August 8, 2009

OCD Sufferers Seeks Support And Acceptance At National Conference

This week marks the Obsessive Compulsive Foundation's annual weekend conference, an event where speakers and seminars offer support to those living with OCD, The Associated Press reported.

Ashley Bystrom had a paralyzing fear of germs and said she always attends the conference because she enjoys meeting other kids and learning about what types of OCD they have and telling them about how she overcame hers.

When she was 6, Ashley began wearing slippers every time she stepped out of the shower and took them off only after she got into bed.

Her cleaning habits gradually became more meticulous: She wouldn't let people into her bedroom, threw clean and folded clothes into the hallway to be washed again and opened dresser drawers with her feet to keep from touching knobs with her hands.

Ashley's mother, Jacquie Bystrom, said she was getting more and more worried, because it was at that point where it was taking a really long time and it was affecting their lives.

According to the National Institute of Mental Health, obsessive-compulsive disorder affects about 2.2 million Americans, causing its sufferers to have overwhelming thoughts of uncertainty, sometimes leading to repetitive and disruptive behaviors.

Those living with OCD often behave normally in every aspect of their lives besides the obsession, but often symptoms can go ignored or undiagnosed for years, occasionally making everyday tasks difficult to perform.

Antidepressant medications can help some manage their compulsive behaviors, but there is no outright cure. Many benefit from therapy and training sessions to help them confront and learn to live with uncertainty.

OCD runs away with the people it afflicts, according to Dr. Jonathan Grayson, an expert on the disorder.

Grayson said for many of his patients, no matter what they choose, they will find a way to question it, and they'll keep pursuing uncertainty until they go crazy.

This weekend's conference will see about 1,200 people -- made up of patients and their family members -- attending seminars that will address the different forms of the disorder.

Other events will unveil important new research and seminars aimed toward helping patients cope with their condition.

"Virtual camping" is one such event. Grayson has led the camps for more than a decade, where he conducts exercises geared toward specific fears. Germophobic campers perform conditioning exercises like placing their hands on a trash bin or in garbage. After that, the campers hug each other without washing their hands or using sanitizer.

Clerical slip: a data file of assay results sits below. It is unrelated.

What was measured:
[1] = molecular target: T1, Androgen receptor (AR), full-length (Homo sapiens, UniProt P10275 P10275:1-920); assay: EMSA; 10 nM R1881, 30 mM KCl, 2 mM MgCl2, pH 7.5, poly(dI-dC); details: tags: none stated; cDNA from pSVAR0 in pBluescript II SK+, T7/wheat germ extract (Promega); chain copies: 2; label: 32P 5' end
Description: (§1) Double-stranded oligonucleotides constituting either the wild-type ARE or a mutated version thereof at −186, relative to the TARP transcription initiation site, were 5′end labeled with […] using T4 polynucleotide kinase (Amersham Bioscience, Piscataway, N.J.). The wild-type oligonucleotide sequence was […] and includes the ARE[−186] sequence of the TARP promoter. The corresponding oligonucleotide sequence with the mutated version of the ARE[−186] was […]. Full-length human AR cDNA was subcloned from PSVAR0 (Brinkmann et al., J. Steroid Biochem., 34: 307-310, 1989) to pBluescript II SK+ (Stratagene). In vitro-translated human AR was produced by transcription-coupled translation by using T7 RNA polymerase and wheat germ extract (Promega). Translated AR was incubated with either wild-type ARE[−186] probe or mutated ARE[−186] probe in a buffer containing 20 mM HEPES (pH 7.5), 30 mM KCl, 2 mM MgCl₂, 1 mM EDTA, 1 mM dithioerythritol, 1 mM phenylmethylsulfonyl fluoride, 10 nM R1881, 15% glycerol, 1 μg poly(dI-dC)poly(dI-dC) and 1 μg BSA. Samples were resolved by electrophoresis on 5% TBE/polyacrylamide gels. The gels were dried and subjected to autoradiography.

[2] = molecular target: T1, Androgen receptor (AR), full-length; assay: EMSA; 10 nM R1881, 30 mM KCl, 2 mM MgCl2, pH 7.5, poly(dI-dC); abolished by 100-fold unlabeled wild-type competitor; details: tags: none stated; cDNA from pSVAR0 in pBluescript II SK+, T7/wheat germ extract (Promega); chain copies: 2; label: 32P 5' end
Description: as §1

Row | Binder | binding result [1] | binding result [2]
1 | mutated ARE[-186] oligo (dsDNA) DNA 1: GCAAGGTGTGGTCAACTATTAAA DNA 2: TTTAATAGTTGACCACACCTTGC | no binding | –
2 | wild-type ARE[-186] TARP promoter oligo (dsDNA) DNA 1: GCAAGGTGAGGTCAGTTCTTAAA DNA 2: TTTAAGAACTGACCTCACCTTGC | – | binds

A separate exercise involves instructing OCD sufferers who fear their own thoughts to think about the worst things imaginable -- even killing people -- to see if anything happens.

Grayson said they work on doing these things on purpose in an attempt to prove that they're harmless. But he warned that some of the things they do could carry certain risks.

Younger attendees who struggle with being overly meticulous about their appearance may choose to undergo a "makeover" in a fashion show of sorts -- with participants outfitted in misbuttoned shirts, mismatched shoes and funny hairstyles.

For Ashley, who's now 13 and no longer allows her OCD to rule her life, the 2006 conference was where her family first found relief from her affliction.

It wasn't until the Bystroms attended their first foundation conference that they connected with a therapist who helped her bring her fears under control.

Although she continues to take a low dose of medication, Ashley is now living a normal teenager's life. She rides her horse almost every day, and has the typical teen's messy room.

The Bystroms are attending the conference for a third time.

Twenty-six year-old Jared Kant wrote a book on the disorder and will lead an orientation session for young adults new to the conference.

When he was only 11 years old, he feared he had to prevent his mind from being contaminated by negative thoughts. To stay clean, he washed his hands and took showers repeatedly.

He began attending the conference eight years ago looking for support, and though he leads a session now, he says three days of absolute acceptance found at the conference still helps ease his own symptoms.

"These are three days when nobody will look at you and say, 'You are weird.' That's what keeps me coming back," Kant said.


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